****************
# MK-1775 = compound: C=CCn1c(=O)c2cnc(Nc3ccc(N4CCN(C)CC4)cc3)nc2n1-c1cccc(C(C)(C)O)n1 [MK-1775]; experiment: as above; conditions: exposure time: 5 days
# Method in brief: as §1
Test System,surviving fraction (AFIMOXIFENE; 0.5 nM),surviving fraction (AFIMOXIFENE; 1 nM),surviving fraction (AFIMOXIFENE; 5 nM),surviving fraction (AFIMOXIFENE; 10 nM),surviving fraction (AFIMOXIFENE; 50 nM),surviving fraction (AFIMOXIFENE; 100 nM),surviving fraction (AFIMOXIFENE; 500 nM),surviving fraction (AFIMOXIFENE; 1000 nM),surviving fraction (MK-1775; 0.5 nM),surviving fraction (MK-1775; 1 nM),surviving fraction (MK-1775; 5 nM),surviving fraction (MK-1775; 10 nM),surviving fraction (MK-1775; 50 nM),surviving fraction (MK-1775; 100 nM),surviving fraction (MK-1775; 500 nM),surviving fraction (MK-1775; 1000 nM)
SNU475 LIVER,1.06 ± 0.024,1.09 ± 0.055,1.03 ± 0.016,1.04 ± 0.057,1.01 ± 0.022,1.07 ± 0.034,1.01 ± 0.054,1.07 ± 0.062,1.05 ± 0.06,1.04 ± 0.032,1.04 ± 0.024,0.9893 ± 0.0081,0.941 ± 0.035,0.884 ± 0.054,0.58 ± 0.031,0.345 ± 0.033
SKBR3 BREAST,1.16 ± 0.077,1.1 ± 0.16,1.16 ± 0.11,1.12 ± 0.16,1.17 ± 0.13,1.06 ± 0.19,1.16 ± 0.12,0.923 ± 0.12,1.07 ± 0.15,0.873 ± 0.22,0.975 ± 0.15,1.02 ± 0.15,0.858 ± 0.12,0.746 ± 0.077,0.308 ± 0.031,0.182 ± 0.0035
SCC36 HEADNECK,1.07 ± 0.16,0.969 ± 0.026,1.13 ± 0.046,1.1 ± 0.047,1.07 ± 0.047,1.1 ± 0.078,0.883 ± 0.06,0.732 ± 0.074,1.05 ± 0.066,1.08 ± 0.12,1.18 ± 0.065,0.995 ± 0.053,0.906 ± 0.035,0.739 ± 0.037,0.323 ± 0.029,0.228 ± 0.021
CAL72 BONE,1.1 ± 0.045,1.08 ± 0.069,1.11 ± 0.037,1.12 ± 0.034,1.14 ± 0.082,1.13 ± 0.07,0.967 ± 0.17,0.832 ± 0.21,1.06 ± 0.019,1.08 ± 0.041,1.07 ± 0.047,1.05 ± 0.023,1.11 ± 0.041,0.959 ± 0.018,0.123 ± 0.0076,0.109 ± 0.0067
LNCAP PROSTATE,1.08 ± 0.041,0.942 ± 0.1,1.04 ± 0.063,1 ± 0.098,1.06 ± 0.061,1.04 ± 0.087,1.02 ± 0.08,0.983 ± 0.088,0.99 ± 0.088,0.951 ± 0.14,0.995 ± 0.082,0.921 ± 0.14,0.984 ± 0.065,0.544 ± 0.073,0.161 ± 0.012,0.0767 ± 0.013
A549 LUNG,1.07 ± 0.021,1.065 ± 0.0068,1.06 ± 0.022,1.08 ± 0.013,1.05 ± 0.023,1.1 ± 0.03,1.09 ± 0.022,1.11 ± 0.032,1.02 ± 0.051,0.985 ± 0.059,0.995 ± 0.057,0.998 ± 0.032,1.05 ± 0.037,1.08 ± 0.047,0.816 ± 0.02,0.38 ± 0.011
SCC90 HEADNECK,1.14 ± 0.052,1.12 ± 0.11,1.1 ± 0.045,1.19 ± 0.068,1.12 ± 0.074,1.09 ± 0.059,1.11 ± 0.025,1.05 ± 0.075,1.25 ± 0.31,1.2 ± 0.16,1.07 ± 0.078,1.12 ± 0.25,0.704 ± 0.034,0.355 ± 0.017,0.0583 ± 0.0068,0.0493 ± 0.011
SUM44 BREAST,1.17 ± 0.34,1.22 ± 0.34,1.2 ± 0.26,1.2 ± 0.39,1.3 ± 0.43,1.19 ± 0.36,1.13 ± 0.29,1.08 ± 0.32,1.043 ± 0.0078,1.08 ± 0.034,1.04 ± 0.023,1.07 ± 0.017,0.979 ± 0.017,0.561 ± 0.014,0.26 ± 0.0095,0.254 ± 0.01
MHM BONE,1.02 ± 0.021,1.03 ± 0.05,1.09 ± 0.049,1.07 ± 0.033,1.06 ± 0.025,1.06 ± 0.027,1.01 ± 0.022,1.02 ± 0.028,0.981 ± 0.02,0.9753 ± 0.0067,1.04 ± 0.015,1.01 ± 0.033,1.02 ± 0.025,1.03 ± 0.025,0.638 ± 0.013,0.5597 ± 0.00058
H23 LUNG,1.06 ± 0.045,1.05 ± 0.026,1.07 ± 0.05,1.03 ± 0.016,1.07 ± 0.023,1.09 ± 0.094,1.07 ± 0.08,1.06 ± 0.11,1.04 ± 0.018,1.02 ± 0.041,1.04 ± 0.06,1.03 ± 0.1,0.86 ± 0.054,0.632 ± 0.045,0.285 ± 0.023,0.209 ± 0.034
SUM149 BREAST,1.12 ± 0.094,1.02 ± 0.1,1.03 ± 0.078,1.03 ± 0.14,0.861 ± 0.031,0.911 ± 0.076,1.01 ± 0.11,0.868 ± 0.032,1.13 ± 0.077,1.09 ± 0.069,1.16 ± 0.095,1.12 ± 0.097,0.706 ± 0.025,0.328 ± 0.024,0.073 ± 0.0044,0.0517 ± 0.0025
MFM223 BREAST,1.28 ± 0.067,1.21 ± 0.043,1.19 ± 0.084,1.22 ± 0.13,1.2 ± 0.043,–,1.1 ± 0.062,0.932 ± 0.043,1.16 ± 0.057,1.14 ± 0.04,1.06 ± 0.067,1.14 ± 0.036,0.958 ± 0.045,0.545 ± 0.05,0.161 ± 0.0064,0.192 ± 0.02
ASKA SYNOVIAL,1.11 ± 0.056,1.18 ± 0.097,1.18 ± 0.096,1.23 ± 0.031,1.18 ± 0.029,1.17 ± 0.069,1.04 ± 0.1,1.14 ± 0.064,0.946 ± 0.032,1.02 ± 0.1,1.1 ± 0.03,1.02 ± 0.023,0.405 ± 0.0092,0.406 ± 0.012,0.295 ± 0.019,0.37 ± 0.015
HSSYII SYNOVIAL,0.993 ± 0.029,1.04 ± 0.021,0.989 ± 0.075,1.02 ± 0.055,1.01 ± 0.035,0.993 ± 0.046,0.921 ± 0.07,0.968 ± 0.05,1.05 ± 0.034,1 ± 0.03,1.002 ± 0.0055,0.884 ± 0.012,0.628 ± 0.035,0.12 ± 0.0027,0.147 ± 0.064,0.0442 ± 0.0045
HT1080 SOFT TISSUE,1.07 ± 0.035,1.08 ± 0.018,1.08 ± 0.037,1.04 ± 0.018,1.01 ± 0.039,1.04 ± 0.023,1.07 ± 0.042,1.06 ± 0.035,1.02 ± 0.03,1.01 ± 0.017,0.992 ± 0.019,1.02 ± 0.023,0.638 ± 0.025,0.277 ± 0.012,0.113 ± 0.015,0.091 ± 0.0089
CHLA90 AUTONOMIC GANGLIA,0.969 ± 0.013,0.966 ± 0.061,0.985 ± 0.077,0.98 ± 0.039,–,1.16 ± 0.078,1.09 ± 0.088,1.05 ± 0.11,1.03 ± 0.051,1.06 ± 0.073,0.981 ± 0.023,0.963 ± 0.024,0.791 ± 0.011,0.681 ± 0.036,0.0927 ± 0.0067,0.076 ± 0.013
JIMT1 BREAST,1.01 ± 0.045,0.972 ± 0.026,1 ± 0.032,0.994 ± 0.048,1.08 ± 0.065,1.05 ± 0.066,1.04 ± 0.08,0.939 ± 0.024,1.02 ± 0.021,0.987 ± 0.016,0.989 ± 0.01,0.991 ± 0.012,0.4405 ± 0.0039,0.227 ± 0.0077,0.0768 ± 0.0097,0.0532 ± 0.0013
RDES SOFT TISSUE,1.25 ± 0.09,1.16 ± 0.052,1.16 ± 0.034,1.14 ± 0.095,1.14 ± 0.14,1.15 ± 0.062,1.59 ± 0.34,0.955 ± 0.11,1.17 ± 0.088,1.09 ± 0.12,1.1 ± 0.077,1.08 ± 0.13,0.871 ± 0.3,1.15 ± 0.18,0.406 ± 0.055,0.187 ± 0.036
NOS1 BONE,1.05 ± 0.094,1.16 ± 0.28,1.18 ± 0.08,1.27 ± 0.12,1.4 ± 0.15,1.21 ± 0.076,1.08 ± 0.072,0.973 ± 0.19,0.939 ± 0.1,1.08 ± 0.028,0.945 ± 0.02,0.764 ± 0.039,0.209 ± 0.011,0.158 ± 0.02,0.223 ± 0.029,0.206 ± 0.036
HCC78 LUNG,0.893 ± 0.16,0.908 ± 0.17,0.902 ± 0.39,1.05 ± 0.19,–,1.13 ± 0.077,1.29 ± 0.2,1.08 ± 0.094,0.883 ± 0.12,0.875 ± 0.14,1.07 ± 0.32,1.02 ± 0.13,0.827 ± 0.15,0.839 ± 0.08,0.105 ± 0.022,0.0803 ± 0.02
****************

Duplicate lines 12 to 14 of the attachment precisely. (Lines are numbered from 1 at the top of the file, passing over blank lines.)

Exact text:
MHM BONE,1.02 ± 0.021,1.03 ± 0.05,1.09 ± 0.049,1.07 ± 0.033,1.06 ± 0.025,1.06 ± 0.027,1.01 ± 0.022,1.02 ± 0.028,0.981 ± 0.02,0.9753 ± 0.0067,1.04 ± 0.015,1.01 ± 0.033,1.02 ± 0.025,1.03 ± 0.025,0.638 ± 0.013,0.5597 ± 0.00058
H23 LUNG,1.06 ± 0.045,1.05 ± 0.026,1.07 ± 0.05,1.03 ± 0.016,1.07 ± 0.023,1.09 ± 0.094,1.07 ± 0.08,1.06 ± 0.11,1.04 ± 0.018,1.02 ± 0.041,1.04 ± 0.06,1.03 ± 0.1,0.86 ± 0.054,0.632 ± 0.045,0.285 ± 0.023,0.209 ± 0.034
SUM149 BREAST,1.12 ± 0.094,1.02 ± 0.1,1.03 ± 0.078,1.03 ± 0.14,0.861 ± 0.031,0.911 ± 0.076,1.01 ± 0.11,0.868 ± 0.032,1.13 ± 0.077,1.09 ± 0.069,1.16 ± 0.095,1.12 ± 0.097,0.706 ± 0.025,0.328 ± 0.024,0.073 ± 0.0044,0.0517 ± 0.0025